SAN ANTONIO -- For families who’ve have lost loved ones recently, finding closure with a funeral might not be possible for a while.
What You Need To Know
- Mission Park Funeral Home set up large LED screen and sound
- Attendees asked to honk car horns for 30 seconds
- Funeral attendee expressed the beauty of honking in unison
- Limited amount of family allowed inside the chapel
But a San Antonio funeral home found a way to stay safe and provide for grieving families.
“Not comparable to the drive-in we would go to when we were little," said Curtis Hampsten, longtime friend and employer of Ray Ybarbo.
Throughout this pandemic, up to three times a day, cars drive up to the Mission Park Funeral Home to look up at a huge LED screen and tune into the radio.
“It was almost just like being in the chapel with them," said Brian Ybarbo, Ray Ybarbo's nephew.
Last week, the cars were there to watch the drive-in funeral of Ray Ybarbo. The 47-year-old lost his 18-month-long battle with pancreatic cancer last month.
The family of Ray Ybarbo wear T-shirts that read "Team Ray: Pancreatic Cancer" in support of his battle with cancer (Courtesy: The Ybarbo family)
“Love him and we’re gonna miss him," Brian Ybarbo said, wiping away tears.
Ray Ybarbo spent the last two decades working for Curtis and Sylvia Hampsten at Hill Country Dairies.
“The respect he had for just people was outstanding, his morals, his ethics," Curtis Hampsten said.
“He would have a smile like the sunshine and would make our days, to everyone," said Sylvia Hampsten
It’s a workplace that emphasizes family and for Ray Ybarbo’s nephew, that literally meant getting to eat lunch and work alongside his uncle every day.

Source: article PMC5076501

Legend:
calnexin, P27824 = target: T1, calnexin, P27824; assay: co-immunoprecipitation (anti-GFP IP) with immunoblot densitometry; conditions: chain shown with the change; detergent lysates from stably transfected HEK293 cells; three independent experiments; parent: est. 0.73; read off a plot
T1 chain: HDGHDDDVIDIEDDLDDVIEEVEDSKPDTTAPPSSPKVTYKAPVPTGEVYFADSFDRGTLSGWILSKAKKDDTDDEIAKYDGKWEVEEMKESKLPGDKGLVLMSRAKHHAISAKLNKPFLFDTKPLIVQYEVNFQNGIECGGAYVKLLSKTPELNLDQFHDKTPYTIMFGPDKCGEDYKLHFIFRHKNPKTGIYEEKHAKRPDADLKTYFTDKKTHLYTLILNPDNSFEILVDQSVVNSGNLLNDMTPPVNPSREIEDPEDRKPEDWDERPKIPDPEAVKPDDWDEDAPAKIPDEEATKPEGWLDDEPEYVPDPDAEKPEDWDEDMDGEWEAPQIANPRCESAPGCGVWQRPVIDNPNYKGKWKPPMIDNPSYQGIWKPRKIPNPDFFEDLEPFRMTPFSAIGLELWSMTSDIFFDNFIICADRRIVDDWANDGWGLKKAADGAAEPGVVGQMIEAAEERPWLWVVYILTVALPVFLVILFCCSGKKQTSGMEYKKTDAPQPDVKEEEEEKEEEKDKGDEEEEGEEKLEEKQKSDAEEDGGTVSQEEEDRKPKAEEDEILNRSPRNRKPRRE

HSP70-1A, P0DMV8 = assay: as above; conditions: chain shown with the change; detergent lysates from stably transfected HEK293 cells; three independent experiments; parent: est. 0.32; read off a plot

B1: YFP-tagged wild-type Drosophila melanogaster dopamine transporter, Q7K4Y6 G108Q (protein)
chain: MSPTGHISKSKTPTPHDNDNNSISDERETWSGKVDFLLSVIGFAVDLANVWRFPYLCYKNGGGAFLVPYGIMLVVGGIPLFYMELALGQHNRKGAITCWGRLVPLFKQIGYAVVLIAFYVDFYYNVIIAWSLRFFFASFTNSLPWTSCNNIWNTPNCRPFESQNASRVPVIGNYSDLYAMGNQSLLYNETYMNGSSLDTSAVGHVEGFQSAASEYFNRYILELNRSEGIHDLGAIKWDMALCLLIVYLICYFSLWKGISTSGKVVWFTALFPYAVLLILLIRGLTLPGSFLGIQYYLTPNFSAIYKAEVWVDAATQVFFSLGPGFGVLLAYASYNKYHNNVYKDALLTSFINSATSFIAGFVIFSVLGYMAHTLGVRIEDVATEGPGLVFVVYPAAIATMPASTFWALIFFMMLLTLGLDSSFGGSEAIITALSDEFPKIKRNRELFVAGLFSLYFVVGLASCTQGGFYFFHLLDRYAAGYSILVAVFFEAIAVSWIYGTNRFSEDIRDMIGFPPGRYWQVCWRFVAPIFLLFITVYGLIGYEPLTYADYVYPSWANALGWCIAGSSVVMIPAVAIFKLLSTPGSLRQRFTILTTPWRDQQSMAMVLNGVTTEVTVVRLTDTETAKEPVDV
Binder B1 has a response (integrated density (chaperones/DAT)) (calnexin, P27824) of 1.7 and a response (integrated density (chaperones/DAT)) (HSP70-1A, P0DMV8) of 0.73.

“I am lucky, especially with him in particular," Brian Ybarbo said.
Ray Ybarbo was known for his love of family, BBQ, music, and spending time with friends, even at the end.
“My mom commented, when I informed her -- she also loved him, like, who didn’t? -- texted me and she goes ‘At least you did have to, you did, you were able to have your last beer with him,’" Curtis Hampsten said.
Only about a dozen family members were allowed inside the chapel, so the drive-in funeral gave other loved ones a chance to say goodbye.
“It was almost just like being in the chapel with them," Brian Ybarbo said.
“It still encompassed all of the things that you need to do to say your goodbyes, to have closure and to share it with family," Curtis Hampsten said.
To show the mostly empty chapel how many people outside are there to love and support them, Mission Hills asks all of the cars to honk for 30 seconds.
“It was like the trumpets of angels echoing inside the chapel," Sylvia Hampsten said. "It was so heartwarming, the back of my hair just stood up.”
Ray Ybarbo leaves behind a widow and an 8-year-old son.